Disclaimer: There are other alternatives to this setup by means of gems. But this is how I prefer to do it. Manually. With total control.
I have been working on a Rails application (a side project) and wanted to utilize the power of Twitter Bootstrap 2.0.1 and HTML5 Boilerplate 3.0.2 with Asset Pipelining in Rails 3.2.1.
Download Twitter Bootstrap from http://twitter.github.com/bootstrap/
Download HTML5 Boilerplate from http://html5boilerplate.com/
Setting up the Rails Application
First and foremost, create a new Rails application by using the command
rails new app_name.
Once the app is created, navigate into the app folder
Integrating HTML5 Boilerplate
Now let’s first start with HTML5 Boilerplate. Open the downloaded H5BP zip file.
Navigate into the
css directory in the zip file. Copy the
style.css file into
app/assets/stylesheets of the Rails application that you just created.
Once you’re done with that, navigate into the
js directory of the H5BP zip archive. You’ll have
plugins.js and a directory called
libs. Copy the
script.js into the
js/libs directory in your H5BP zip archive and you’ll have
modernizr-2.5.3.min.js. These are the versions available during the time of this post. These will change eventually. Now copy those three files into
lib/assets of your Rails app, create it and then copy the said files.
Next, from the H5BP zip archive, copy the files highlighted in the image below into the
public directory of your Rails application.
Next, copy the left out
index.html from your H5BP zip archive into the
app/views/layouts directory of your Rails app.
Delete the file named
application.html.erb (if you’re using ERB) from the
app/views/layouts directory of your Rails app and rename your
index.html file existing in that directory to
application.html.erb. We’ll get back to this file after setting up Twitter Bootstrap.
With that, you can get rid of your H5BP zip archive. Next step would be integrating Twitter Bootstrap into the application.
Integrating Twitter Bootstrap
Open the downloaded Twitter Bootstrap zip archive and navigate to the
css directory in the zip archive. You’ll find the
bootstrap-responsive.css files along with their corresponding minified versions. Based on your requirements, copy the needed files into the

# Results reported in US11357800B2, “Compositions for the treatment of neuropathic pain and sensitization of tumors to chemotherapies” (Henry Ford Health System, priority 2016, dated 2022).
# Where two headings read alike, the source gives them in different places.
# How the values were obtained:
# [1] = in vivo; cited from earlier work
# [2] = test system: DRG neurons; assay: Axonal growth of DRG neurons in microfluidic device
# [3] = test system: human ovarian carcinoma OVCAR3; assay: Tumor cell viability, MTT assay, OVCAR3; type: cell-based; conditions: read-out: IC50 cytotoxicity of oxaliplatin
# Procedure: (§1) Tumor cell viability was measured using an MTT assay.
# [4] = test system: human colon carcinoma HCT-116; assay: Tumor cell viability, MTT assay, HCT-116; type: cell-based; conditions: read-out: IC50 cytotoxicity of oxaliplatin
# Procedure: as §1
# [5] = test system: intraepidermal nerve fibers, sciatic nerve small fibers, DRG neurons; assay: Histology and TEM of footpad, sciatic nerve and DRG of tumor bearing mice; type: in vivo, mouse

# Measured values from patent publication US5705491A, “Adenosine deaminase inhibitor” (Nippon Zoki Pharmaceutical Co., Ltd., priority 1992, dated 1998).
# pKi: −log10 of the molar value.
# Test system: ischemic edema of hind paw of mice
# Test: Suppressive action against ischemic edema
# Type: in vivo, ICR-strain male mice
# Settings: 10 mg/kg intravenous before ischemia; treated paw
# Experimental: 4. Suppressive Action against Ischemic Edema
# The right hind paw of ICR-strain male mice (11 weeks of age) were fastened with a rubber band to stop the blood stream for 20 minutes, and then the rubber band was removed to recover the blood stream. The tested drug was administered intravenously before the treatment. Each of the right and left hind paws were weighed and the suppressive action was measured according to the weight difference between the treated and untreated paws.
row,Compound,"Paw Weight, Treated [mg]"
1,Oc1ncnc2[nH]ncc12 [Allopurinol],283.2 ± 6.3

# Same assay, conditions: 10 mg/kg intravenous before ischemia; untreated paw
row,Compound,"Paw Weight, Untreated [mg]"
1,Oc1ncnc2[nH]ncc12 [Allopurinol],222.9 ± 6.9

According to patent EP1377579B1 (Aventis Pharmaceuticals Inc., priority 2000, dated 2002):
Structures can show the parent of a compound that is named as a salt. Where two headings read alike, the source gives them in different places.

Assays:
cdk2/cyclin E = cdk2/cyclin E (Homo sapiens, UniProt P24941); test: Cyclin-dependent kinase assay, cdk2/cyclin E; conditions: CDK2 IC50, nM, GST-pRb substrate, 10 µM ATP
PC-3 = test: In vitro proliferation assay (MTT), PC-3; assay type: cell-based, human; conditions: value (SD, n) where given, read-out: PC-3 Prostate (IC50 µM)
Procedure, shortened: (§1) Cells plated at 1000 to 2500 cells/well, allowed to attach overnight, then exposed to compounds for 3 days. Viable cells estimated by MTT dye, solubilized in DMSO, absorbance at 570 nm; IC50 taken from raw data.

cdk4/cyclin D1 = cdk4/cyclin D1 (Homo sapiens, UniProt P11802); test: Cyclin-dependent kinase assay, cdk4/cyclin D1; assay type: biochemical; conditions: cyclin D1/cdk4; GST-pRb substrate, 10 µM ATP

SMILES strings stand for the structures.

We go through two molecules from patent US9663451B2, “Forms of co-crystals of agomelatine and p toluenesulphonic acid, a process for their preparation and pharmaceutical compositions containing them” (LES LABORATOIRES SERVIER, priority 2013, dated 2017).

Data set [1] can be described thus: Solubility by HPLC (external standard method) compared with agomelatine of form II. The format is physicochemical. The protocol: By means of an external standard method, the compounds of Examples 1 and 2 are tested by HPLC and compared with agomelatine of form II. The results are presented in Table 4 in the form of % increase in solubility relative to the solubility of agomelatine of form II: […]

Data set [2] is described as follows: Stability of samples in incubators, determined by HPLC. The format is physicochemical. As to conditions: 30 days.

app/assets/stylesheets directory of your Rails application.
Now, navigate into the
img/ directory in the Twitter Bootstrap zip archive and copy the **glyphicons **files into the
Next, navigate into the
js/ directory in the Twitter Bootstrap zip archive and copy the
bootstrap.js file into
And you’re done with the Twitter Bootstrap zip archive.
You’ve now successfully placed all the required files in the right places of your Rails application. The next part would be tweaking the Rails application a bit and modifying the default layout.
Changing the Directives
Now, change the contents of your
Next, change the contents of your
app/assets/stylesheets/application.css file with the contents of this:
Change the contents of your
app/views/layouts/application.html.erb file with the contents of this:
Important: If you’ve used the minified versions of the files from Twitter Bootstrap, then you should change the directives in the
app/assets/stylesheets/application.css to the corresponding minified files.
For ex: in
require bootstrap becomes
Also, the reason we are manually “requiring” the files is to maintain the required order of the files. This also prevents overriding of the styles and functionality.
That’s it. You’re done setting up your Rails application with the power of HTML5 Boilerplate and Twitter Bootstrap (Rails BootPlate). Now the rest is in your hands.
If you find anything wrong with the setup, please do let me know in the comments section below. I will make changes and update this post. If you’re interested, you may fork the project at: https://github.com/mohnish/rails-bootplate
**Update: **To make the glyphicons work properly, you need to change the path of the icon files in the bootstrap.css file at Line 1174 and Line 1183 to